As you have likely seen here on Imaging Resource, Adobe made numerous big announcements today regarding its photography software.

The company announced Lightroom CC, Lightroom Classic CC and Photoshop CC 2018.

Lightroom Brush Presets

As you have likely seen here on Imaging Resource, Adobe made numerous big announcements today regarding its photography software.

The company announced Lightroom CC, Lightroom Classic CC and Photoshop CC 2018.

Free Lightroom Presets

I have downloaded several free presets.

I have not purchased any.

I use Lightroom almost daily.

With these points in mind, here are my thoughts.

I have seen offers of hundreds of presets for a reasonable price.

I think if I click on a preset I can look and decide if I like it, but gee, my list includes another 200 presets, do I have to click on each one and decide, and If I find one I like I may wish to modify it and after doing that maybe I should check out a few others and maybe modify them.

By the time I get to this point in my thinking Iu2019m ready to forget presets completely.

Here is what I have done.

I have created a u201cbasic presetu201d which drops the highlights, boosts the shadows, boosts whites, drops blacks, boosts clarity, and thatu2019s about it.

All of these adjustments are moderate and can be applied to any image and will usually improve (in my opinion) that image.

If I donu2019t like what it does I u201cCtrl zu201d and do it manually.

I have a modified Nikon D100 that shoots only infrared and Iu2019ve created a preset for a standard processing for those shots which gives me a good starting point.

I have also created a preset for basic noise reduction and lens correction which is automatically applied to all photos on import.

These can also be removed or modified of course, but seldom are.

My basic advice would be to download a few freebies and maybe a not too expensive collection and see if it seems worth it to you.

I use my few custom creations quite a bit but no downloaded presets at all.

How to use Lightroom brush presets

Lightroom is extremely easy, if you do not going into camera calibration part of business, they are extremely straightforward, and learning curve are not steep as other professional tool Adobe offers.

,There are lot of tutorial available on how to use Lightroom, and for the most of users, using ready made preset and adjust color temperature or fix minor imperfection with brush tool will be only things they will uses.

,For that, lot of youtube video are dedicated to that.

,But if you are willing to learn further, there are several books available that goes in depth than typical free online tutorial offers.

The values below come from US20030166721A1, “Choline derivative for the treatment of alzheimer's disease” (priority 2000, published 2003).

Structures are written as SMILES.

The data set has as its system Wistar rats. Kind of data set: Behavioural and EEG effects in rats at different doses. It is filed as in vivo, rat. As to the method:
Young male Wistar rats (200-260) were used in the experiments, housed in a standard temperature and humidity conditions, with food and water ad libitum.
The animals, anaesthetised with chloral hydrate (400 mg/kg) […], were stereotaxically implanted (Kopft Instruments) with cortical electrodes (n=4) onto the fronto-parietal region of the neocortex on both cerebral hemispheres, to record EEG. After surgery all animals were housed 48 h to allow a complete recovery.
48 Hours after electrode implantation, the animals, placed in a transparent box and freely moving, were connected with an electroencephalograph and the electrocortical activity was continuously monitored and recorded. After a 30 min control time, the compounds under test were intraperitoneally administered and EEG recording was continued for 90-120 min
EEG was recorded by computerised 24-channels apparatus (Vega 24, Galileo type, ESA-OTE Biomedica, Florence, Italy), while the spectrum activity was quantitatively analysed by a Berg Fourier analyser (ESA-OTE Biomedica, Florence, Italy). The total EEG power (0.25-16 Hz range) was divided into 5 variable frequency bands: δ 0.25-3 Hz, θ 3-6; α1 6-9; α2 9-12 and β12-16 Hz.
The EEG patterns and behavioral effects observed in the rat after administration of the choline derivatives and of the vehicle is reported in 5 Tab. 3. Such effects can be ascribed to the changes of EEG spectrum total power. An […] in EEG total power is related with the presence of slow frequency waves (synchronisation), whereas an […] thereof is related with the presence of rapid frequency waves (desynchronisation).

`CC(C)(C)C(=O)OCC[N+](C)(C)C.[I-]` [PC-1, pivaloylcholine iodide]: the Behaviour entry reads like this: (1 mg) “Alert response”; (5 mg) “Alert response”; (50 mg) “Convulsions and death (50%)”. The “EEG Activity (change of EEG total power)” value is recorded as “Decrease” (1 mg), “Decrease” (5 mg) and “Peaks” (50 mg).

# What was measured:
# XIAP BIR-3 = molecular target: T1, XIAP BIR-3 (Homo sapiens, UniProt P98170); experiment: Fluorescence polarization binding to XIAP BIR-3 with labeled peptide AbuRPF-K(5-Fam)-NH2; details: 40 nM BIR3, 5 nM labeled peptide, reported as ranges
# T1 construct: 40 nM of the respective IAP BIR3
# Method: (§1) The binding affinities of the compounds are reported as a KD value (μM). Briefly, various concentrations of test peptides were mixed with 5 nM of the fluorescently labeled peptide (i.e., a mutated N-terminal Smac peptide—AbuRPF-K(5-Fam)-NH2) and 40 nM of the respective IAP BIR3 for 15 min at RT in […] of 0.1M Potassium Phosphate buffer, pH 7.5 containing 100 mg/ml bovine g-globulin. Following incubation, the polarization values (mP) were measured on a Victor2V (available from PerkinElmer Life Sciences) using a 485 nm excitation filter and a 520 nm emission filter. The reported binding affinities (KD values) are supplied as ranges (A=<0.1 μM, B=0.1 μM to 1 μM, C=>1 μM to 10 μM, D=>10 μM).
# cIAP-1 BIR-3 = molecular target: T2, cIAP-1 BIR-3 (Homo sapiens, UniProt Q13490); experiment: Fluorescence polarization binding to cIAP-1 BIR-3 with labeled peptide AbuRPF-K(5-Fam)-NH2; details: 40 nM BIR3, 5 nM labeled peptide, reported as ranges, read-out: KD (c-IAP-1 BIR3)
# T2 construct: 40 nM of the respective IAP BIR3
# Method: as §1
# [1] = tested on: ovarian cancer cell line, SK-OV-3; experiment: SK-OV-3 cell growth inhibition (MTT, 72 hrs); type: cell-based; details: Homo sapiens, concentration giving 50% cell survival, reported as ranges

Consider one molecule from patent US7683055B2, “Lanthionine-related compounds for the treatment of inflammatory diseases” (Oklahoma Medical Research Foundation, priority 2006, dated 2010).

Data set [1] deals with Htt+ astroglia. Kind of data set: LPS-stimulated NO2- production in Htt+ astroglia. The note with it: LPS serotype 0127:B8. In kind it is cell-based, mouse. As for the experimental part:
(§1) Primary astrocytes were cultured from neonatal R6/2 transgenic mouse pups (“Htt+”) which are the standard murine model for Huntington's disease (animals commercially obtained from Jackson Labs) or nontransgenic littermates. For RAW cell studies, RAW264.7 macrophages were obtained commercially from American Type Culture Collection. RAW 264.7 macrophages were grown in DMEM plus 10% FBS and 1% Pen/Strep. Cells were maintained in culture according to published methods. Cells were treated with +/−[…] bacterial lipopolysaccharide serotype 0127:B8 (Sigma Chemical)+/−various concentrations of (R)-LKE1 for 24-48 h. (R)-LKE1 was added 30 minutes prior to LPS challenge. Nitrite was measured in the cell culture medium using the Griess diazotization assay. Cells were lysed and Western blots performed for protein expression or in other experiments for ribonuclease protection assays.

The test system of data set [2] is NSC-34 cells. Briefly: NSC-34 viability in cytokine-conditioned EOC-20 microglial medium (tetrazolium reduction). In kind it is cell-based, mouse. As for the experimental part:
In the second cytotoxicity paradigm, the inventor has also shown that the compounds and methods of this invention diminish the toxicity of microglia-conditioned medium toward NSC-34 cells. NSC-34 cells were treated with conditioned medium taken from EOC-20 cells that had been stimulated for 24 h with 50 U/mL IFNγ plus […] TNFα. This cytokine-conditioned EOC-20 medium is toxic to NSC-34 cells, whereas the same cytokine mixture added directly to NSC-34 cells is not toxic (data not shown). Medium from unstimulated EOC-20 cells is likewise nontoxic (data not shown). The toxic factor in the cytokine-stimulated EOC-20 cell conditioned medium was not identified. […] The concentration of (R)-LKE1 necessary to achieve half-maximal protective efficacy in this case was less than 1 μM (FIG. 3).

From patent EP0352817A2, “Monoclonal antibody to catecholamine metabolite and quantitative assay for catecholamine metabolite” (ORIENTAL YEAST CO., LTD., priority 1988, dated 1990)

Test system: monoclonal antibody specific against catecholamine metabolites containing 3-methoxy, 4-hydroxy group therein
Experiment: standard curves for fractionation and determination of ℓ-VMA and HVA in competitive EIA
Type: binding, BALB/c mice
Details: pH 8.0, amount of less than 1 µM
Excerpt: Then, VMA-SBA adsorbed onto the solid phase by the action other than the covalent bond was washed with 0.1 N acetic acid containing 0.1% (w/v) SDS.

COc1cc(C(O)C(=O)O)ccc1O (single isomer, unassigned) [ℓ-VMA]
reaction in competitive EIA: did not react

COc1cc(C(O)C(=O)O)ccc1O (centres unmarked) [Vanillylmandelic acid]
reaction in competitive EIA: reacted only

,For that, I would suggest to go to neighborhood bookstore to look thru what is being offer since each book are catering for slightly different audience group.

Lightroom brushes not showing up

Could you show an example of the results you are getting? That would help diagnose the issues and determine if the problem is lighting, exposure, or post-processing.

,Without that information, my best advice would be to set your camera to manual exposure.

Often the auto-exposure mode of a camera is making assumptions about your subject that may not be true for product photography.

Moreover, each shot may have a different exposure which then requires you to indivually u2018tuneu2019 each photo in post-processing.

,Then use a card like one of these ($10 for a package of two: DGK Color Tools DKK Color Calibration Chart Set),to adjust shutter speed, aperture (f-number), and ISO.

Use as low an ISO as possible while still getting acceptable shutter speed and depth of field.

In particular, be sure the white color swatch appears white in your image (not a muddy grey), and the black appears black.

,If your camera is not doing a reasonable job with the intermediate greys and colors, then adjust your camera settings until you get a decent result.

The minutes you spend here will save hours in post-processing.

u201cGetting it right in the camerau201d is a hallmark of good product photography.

,Once you have set your camera using the exposure card, continue in manual mode with same settings to shoot the subject of interest.

,If you do this, thereu2019s a good chance your images will require little or no exposure adjustment in lightroom.

But if they do, use the grey scale of the card to set the Lightroom white balance and exposure corrections, then use the Lightroom brush to apply the same settings to all images in your shoot without any further tuning.

,The key is using manual exposure which gives you consistent control over your images.

The consistency makes the post-processing step much faster and easier.

Lightroom local adjustment Presets

Unfortunately, you cannot apply a preset to a specific part of a photo in Lightroom.

Presets in Lightroom effect photos as a whole.

,However, if youre not happy with the skin tone after applying a preset to a photo, you can adjust the skin color and tone with the Local Adjustment tool(Brush tool).

Also, by adjusting the saturation, luminance and hue of orange you can achieve the desired skin color and tone.